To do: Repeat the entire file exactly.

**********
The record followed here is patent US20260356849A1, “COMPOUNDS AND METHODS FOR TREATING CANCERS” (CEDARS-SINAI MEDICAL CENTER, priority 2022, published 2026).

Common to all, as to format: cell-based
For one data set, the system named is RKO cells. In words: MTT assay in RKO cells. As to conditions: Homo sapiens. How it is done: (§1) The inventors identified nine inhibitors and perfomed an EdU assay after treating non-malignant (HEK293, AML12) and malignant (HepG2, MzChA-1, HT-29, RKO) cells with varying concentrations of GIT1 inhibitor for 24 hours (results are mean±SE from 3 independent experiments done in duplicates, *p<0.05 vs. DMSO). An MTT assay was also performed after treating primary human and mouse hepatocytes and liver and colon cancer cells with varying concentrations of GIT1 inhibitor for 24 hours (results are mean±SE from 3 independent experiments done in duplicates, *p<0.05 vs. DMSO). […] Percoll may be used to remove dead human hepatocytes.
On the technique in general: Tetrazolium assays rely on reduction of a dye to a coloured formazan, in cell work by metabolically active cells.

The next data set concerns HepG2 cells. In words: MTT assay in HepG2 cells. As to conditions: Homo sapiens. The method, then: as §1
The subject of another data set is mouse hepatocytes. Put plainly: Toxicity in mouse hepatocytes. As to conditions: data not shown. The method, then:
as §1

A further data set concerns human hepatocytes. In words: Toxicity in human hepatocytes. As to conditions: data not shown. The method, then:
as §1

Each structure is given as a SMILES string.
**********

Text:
The record followed here is patent US20260356849A1, “COMPOUNDS AND METHODS FOR TREATING CANCERS” (CEDARS-SINAI MEDICAL CENTER, priority 2022, published 2026).

Common to all, as to format: cell-based
For one data set, the system named is RKO cells. In words: MTT assay in RKO cells. As to conditions: Homo sapiens. How it is done: (§1) The inventors identified nine inhibitors and perfomed an EdU assay after treating non-malignant (HEK293, AML12) and malignant (HepG2, MzChA-1, HT-29, RKO) cells with varying concentrations of GIT1 inhibitor for 24 hours (results are mean±SE from 3 independent experiments done in duplicates, *p<0.05 vs. DMSO). An MTT assay was also performed after treating primary human and mouse hepatocytes and liver and colon cancer cells with varying concentrations of GIT1 inhibitor for 24 hours (results are mean±SE from 3 independent experiments done in duplicates, *p<0.05 vs. DMSO). […] Percoll may be used to remove dead human hepatocytes.
On the technique in general: Tetrazolium assays rely on reduction of a dye to a coloured formazan, in cell work by metabolically active cells.

The next data set concerns HepG2 cells. In words: MTT assay in HepG2 cells. As to conditions: Homo sapiens. The method, then: as §1
The subject of another data set is mouse hepatocytes. Put plainly: Toxicity in mouse hepatocytes. As to conditions: data not shown. The method, then:
as §1

A further data set concerns human hepatocytes. In words: Toxicity in human hepatocytes. As to conditions: data not shown. The method, then:
as §1

Each structure is given as a SMILES string.